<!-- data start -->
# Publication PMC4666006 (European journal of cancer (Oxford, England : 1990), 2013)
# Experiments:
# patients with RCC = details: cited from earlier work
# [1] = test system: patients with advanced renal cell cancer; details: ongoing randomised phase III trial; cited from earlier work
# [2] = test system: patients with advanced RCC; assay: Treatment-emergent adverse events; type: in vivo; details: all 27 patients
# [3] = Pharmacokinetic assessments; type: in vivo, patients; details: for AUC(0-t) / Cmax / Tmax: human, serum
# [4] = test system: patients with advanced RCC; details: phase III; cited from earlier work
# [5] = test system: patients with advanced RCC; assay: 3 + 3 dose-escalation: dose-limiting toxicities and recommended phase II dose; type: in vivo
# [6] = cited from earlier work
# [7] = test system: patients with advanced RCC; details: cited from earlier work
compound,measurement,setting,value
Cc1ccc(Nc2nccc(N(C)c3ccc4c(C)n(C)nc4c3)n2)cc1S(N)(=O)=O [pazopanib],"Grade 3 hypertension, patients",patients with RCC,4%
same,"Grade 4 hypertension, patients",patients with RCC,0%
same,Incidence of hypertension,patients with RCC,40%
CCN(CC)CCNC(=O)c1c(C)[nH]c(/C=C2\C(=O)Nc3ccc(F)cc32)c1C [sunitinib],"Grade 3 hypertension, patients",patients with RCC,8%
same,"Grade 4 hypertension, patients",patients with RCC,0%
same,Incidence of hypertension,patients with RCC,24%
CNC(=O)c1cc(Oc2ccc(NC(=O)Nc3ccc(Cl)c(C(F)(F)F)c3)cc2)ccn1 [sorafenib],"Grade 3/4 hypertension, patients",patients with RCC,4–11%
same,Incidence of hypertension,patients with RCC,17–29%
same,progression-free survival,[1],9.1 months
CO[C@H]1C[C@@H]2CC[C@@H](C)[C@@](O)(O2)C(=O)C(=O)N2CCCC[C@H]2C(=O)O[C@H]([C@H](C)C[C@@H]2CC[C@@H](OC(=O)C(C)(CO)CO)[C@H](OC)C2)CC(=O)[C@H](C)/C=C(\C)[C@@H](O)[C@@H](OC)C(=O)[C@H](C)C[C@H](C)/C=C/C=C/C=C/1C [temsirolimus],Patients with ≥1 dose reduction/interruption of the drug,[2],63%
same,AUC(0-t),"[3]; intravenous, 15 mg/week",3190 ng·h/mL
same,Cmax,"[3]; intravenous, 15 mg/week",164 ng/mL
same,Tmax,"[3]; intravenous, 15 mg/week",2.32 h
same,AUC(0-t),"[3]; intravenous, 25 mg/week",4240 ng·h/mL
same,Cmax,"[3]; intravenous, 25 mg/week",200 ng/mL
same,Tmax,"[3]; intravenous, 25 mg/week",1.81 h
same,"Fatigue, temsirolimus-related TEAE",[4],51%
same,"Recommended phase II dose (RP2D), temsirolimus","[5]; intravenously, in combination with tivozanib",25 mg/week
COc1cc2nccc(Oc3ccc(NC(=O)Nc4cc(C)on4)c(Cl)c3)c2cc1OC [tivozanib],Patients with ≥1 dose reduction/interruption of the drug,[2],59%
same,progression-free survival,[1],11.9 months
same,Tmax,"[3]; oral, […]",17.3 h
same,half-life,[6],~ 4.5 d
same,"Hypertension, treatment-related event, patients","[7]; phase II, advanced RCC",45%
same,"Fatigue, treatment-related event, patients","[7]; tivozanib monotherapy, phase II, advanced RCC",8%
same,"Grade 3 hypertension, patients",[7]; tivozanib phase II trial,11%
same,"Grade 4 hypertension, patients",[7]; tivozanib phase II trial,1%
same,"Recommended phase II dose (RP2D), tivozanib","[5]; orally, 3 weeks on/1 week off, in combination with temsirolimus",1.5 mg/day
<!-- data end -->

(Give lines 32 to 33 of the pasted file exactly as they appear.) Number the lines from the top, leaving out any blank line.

same,Tmax,"[3]; oral, […]",17.3 h
same,half-life,[6],~ 4.5 d